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WASHINGTON • Stephen Clark, the St. Louis lawyer whose nomination to a federal judgeship for the Eastern District of Missouri has been held up for more than 300 days, is headed for a full confirmation vote on the U.S. Senate floor.

The Senate Judiciary Committee approved him, 12-10, on a party-line vote for the second time. His nomination had also been passed through the Judiciary Committee last year, but did not get full Senate consideration — one of scores of nominations held up in partisan fights in Congress.

Clark appears headed toward final confirmation, again largely along party lines, but no vote has yet been scheduled for the full Senate. His likelihood of approval increased in November when Republicans gained two Senate seats and now hold a 53-47 majority.

Sen. Josh Hawley, R-Mo., a new member of the Judiciary Committee, voted for Clark. Sen. Dick Durbin, D-Ill., a veteran member of the committee, voted no.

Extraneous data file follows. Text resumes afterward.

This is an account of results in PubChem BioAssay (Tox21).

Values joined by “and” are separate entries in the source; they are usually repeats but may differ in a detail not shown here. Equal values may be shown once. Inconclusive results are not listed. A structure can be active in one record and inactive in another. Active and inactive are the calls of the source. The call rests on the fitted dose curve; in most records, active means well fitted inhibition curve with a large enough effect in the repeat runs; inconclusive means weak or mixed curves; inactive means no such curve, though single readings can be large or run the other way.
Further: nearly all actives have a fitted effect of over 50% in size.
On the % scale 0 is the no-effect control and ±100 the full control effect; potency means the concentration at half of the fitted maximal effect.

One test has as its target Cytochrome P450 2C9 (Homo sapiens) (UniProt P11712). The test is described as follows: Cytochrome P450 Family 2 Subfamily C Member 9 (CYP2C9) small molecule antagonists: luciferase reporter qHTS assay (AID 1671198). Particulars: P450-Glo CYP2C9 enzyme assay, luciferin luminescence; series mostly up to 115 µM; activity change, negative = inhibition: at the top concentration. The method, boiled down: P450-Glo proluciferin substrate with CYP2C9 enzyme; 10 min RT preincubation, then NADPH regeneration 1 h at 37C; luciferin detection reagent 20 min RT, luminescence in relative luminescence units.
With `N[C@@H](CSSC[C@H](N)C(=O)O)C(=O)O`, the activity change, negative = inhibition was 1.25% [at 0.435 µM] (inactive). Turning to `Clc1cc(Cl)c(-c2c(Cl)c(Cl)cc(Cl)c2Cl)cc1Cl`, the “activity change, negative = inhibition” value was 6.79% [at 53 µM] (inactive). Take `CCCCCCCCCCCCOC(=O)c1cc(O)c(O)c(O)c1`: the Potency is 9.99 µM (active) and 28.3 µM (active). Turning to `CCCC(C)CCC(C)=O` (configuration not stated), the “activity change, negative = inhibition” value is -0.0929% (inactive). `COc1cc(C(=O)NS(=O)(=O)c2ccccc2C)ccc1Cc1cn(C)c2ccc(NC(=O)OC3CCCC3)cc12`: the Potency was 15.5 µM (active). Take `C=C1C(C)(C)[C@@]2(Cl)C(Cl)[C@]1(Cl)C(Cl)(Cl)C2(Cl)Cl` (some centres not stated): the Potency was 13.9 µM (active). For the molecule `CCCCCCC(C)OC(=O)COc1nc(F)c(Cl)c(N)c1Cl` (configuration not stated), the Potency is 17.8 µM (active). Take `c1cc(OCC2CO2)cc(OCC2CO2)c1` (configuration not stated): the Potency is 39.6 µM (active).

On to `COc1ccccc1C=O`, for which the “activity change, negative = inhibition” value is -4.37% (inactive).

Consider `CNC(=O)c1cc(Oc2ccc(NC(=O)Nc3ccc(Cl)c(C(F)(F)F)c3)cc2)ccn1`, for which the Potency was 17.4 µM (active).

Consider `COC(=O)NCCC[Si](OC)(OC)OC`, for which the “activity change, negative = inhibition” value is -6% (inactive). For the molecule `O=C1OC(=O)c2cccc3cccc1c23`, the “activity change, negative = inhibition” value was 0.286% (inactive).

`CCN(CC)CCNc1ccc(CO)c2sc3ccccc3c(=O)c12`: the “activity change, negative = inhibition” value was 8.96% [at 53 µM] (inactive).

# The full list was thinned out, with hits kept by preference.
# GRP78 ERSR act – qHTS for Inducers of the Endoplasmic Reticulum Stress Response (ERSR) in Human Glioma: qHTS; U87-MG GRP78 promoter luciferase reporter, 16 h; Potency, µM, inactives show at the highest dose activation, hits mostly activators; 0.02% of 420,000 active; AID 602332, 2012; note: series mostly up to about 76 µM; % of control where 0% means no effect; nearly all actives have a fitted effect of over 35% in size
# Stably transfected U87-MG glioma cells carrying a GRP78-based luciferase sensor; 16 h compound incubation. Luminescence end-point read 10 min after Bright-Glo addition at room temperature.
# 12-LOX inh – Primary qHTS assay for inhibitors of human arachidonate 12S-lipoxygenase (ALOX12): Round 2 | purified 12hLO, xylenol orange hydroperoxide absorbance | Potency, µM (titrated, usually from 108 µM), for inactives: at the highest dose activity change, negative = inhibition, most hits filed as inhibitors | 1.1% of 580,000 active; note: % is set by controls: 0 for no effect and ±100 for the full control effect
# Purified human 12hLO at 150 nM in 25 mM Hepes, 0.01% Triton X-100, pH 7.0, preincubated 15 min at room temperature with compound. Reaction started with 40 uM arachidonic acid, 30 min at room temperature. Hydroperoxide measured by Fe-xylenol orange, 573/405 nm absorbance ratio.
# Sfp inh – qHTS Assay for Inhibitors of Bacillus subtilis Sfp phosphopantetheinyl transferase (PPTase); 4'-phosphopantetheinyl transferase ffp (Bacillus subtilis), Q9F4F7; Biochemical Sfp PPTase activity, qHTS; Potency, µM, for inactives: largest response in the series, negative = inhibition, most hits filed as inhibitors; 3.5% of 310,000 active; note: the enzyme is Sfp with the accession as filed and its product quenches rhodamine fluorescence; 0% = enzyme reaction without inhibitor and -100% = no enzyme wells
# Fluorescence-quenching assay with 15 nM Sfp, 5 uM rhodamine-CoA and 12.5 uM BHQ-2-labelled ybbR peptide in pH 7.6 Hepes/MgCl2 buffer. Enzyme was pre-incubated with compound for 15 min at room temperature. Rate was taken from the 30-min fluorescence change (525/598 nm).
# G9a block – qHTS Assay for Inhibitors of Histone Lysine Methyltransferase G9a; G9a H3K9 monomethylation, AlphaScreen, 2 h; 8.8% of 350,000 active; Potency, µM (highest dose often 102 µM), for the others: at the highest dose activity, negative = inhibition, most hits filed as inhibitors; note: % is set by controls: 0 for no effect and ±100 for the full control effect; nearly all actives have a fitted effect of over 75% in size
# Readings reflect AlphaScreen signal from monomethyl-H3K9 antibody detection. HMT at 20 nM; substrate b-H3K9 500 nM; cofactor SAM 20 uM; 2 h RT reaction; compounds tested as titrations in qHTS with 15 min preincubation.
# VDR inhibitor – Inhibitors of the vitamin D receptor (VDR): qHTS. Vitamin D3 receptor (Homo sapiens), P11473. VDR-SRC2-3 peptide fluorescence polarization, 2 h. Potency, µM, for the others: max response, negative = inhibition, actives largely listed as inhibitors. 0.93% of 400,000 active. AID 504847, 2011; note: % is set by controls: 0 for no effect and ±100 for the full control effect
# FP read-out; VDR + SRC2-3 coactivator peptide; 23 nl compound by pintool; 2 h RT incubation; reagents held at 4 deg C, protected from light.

Republicans touted Clark as highly qualified, but Democrats said the nominee's past legal work and writings on abortion and gay rights raised questions about his impartiality on the bench. 

He was among dozens of nominees passed through the Senate Judiciary Committee, many of them on party-line votes, as Republicans sought to reduce the backlog of nominations that critics say has left about 20 percent of federal judgeships unfilled two years into Donald Trump's presidency. The committee also narrowly voted to send the nomination of Trump's attorney general choice, William Barr, to the full Senate for a vote.

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